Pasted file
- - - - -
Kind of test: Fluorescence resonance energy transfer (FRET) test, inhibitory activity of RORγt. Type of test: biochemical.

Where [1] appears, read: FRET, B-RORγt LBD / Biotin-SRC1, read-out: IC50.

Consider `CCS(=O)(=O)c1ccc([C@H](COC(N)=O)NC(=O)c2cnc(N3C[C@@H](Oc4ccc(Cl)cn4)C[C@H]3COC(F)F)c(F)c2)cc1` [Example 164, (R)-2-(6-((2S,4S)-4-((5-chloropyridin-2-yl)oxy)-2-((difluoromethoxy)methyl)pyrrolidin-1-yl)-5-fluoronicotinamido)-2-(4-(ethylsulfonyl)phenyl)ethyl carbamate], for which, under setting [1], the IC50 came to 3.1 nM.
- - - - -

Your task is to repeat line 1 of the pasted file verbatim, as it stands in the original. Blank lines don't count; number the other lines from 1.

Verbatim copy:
Kind of test: Fluorescence resonance energy transfer (FRET) test, inhibitory activity of RORγt. Type of test: biochemical.